Oil giant Shell has said that profits rocketed 84.3bn dollars (£68.1bn) in 2022 due to soaring oil prices.
It represented the company’s highest profit in its 115-year history and surpassed the expectations of industry experts.
It comes amid continued questions over the scale of windfall taxes on energy producers, which have benefited from higher prices.
The London-listed oil major told investors that adjusted earnings before interest, tax, depreciation and amortisation (EBITDA) leapt 53% against the previous year, after energy prices were catapulted higher following the Russian invasion of Ukraine.
Adjusted earnings, including taxes, more than doubled to 39.9bn dollars (£32.2bn).
The figures are part of a debut set of results for Wael Sawan, who took over as chief executive at the start of the year.
Mr Sawan said: “Our results in Q4 and across the full year demonstrate the strength of Shell’s differentiated portfolio, as well as our capacity to deliver vital energy to our customers in a volatile world.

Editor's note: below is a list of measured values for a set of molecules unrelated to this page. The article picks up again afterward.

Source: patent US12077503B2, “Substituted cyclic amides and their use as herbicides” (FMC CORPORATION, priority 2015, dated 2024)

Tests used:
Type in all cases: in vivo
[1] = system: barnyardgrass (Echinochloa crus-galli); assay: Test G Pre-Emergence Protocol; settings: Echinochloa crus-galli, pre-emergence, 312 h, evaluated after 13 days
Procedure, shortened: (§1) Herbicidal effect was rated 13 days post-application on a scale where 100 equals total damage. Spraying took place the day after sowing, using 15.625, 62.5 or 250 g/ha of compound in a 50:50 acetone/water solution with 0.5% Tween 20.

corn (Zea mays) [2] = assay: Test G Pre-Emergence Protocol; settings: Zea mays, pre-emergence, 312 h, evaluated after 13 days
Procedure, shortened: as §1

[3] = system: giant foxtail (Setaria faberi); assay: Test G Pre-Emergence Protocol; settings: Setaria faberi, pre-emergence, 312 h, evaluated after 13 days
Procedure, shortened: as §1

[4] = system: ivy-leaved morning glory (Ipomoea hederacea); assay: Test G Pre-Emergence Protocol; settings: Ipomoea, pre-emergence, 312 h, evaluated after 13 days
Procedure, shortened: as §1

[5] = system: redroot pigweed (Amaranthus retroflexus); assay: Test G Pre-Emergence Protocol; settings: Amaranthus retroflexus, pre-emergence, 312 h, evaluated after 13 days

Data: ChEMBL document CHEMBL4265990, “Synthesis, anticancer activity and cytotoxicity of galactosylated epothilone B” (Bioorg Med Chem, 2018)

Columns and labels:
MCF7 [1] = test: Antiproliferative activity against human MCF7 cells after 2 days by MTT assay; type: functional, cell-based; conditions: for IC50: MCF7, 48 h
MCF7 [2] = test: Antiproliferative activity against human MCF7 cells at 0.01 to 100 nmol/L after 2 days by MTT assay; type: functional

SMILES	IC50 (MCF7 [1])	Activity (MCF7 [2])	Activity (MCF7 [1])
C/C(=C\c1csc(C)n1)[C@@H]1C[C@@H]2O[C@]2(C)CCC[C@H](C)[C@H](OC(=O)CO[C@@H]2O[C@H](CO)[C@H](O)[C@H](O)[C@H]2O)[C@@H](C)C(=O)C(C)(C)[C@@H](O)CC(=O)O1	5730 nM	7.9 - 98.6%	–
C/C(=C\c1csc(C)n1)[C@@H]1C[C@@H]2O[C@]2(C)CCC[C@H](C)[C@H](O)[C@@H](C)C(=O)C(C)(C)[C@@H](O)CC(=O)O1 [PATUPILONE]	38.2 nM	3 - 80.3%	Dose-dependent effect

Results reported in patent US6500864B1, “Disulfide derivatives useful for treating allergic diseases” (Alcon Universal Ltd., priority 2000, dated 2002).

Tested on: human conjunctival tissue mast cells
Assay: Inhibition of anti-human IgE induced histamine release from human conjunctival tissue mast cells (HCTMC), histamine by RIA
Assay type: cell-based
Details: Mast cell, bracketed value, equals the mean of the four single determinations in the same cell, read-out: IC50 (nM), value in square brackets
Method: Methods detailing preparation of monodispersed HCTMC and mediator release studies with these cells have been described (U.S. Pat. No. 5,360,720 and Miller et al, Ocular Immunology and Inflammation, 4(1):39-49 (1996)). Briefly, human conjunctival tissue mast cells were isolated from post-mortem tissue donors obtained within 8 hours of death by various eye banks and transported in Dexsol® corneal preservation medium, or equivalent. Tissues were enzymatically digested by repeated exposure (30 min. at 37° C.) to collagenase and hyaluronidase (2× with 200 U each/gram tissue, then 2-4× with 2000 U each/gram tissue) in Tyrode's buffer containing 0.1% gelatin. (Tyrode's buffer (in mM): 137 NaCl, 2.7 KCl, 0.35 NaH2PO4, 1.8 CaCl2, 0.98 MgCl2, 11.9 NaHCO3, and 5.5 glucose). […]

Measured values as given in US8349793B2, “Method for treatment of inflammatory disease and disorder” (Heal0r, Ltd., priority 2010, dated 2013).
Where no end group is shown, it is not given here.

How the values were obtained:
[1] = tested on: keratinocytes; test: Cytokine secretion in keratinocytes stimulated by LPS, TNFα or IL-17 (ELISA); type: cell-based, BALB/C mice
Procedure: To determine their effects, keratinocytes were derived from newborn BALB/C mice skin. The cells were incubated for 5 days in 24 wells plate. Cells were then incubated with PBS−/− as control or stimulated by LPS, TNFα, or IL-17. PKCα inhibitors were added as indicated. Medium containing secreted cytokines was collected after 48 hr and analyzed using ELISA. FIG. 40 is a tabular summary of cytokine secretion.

“We believe that Shell is well positioned to be the trusted partner through the energy transition.
“As we continue to put our powering progress strategy into action, we will build on our core strengths, further simplify the organisation and focus on performance.
“We intend to remain disciplined while delivering compelling shareholder returns, as demonstrated by the 15% dividend increase and the four-billion-dollar share buyback programme announced today.”
Earlier this week, the new chief said it would combine its oil and gas production and liquified natural gas (LNG) divisions as part of an overhaul which will also cut the number of executive roles at the company.